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Caught in a Cabaret (1914)

TV-G | | Short, Comedy | 27 April 1914 (USA)
Charlie is a clumsy waiter in a cheap cabaret, suffering the strict orders from his boss. He'll meet a pretty girl in the park, pretending to be a fancy ambassador, despite the jealousy of her fiancée.


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Complete credited cast:
Mabel Society Girl


Given an hour off from his job as a cafe waiter, Charlie rescues Mabel from a thug, is given an invitation to her home, and arrives presenting a card which falsely identifies him as the Greek Ambassador. Before he can get back to work, her parents invite him to a future garden party. Her jealous lover has Charlie followed back to the cafe. Charlie is a hit at the garden party but, as he leaves to return to work, the rival invites everyone to go with him to the cafe so Charlie will be exposed. Written by Ed Stephan <stephan@cc.wwu.edu>

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Short | Comedy


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Release Date:

27 April 1914 (USA)  »

Also Known As:

Charlie the Waiter  »

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Technical Specs


(Original Version)

Sound Mix:

Aspect Ratio:

1.33 : 1
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Featured in The Funniest Man in the World (1967) See more »

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User Reviews

The son of a gun is nothing but a WAITER!
22 July 2015 | by (Westchester County, NY) – See all my reviews

Watching Charlie Chaplin's Keystone comedies is like watching the earliest appearances of classic cartoon characters such as Mickey Mouse or Bugs Bunny; that is, our hero is certainly familiar yet not quite himself, and is crude in both appearance and behavior, sometimes to a startling degree. It's fascinating to see these early works, but they can be a little disquieting, too. In some Keystones Chaplin is an outright villain, shockingly mean-spirited and dastardly. In others, however, he is comparatively benign, as in Caught in a Cabaret, an early short I enjoy, which is of special interest for several reasons.

When this film was made Chaplin was not yet his own director. Caught in a Cabaret was directed by his co-star, Mabel Normand, who had clashed with the temperamental Englishman on their previous collaboration, Mabel at the Wheel. Studio boss Mack Sennett almost fired Chaplin on that occasion, but by the time this follow up was made, it appears that all was forgiven. (Chaplin's burgeoning popularity with the public was surely a big factor in saving his career at Keystone.) Both stars contributed to this film's scenario, and here is where we find a number of elements Chaplin would develop and refine later on. The basic premise is certainly familiar: Charlie is a lowly waiter who pretends to be a dignitary, and finagles an invitation to a party where he mingles with the upper crust, which makes this short a blue-print for a number of memorable comedies yet to come, including The Count, The Rink, and The Idle Class, among others. Naturally, the prototype isn't as polished as the later works, but hey, you have to start somewhere. As a bonus, Caught in a Cabaret offers a rogue's gallery of Keystone players in support: Edgar Kennedy, Chester Conklin, Minta Durfee, Mack Swain, etc., all emoting at full throttle, not to mention the lovely Mabel as leading lady, so there's plenty to enjoy as this two-reel extravaganza unfolds.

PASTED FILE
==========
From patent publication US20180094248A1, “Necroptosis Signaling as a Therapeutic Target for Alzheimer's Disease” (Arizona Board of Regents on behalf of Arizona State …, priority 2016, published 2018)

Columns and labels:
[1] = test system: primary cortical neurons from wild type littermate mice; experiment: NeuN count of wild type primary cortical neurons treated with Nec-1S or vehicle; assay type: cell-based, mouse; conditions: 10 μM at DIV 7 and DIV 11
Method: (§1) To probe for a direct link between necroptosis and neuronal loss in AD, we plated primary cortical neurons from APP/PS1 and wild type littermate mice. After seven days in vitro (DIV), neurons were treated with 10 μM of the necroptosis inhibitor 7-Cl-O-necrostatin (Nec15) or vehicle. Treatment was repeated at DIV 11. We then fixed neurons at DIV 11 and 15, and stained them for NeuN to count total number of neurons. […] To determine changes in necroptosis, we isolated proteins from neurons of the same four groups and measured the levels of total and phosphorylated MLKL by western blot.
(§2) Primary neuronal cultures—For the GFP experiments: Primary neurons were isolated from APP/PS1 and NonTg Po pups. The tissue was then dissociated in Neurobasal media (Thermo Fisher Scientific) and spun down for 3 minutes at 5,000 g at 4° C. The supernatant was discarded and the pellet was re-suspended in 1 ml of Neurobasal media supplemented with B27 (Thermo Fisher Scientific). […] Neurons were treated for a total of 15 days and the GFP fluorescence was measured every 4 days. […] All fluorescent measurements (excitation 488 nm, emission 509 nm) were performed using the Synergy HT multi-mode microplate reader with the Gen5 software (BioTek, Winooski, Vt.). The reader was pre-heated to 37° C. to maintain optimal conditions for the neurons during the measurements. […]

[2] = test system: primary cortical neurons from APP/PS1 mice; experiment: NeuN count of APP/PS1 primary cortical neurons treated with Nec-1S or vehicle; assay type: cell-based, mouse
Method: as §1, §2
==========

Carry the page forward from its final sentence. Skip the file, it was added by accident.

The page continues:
The cabaret where Charlie works is a real dive, seamy and scuzzy. During the cabaret scenes director Normand crowds the frame with so much rowdy activity—people carousing, raising hell, caterwauling, whatever—that the joint looks like Bedlam. When Charlie steps outside to walk his dog, we're treated to grimy location shots taken in L.A.'s old Chinatown district, a ghetto that would be demolished in the '30s. By way of contrast, Mabel plays a "Society Bud" of noble lineage who lives in a mansion, and it's clear that she and her foppish boyfriend (Harry McCoy) travel in more rarefied circles. The denizens of these very different worlds meet up in a park, where Charlie defends Mabel from a thief while her boyfriend cowers. But it's not enough for Charlie to be a hero; he must claim to be an important figure to impress this young lady, though once he's invited to her party he forgets himself and promptly gets hammered. Harry the fop gets his revenge by inviting his society pals to go slumming at the very cabaret where Mabel's new love interest works, thus revealing his true status. It all ends in a classic Keystone mêlée, although oddly it's cabaret boss Edgar Kennedy who inexplicably freaks out and shoots up the place.

There are a number of moments to savor: Mabel and Charlie sharing an intimate moment during the party, and singing along with the musicians; Minta Durfee's saucy dance in the cabaret; tough guy Mack Swain picking his teeth with a pistol; and finally, Mabel's horrified reaction at the end, when she learns that Charlie isn't really a V.I.P. (You can read her lips: "A WAITER? Oh my God!") The only thing that troubles me about this amusing short is the fate of Charlie's lively little dog. He makes quite an impression during his brief sequence before the cameras, but when Charlie returns to the cabaret from the park, the dog is no longer with him. Where did he go? And didn't anyone notice?

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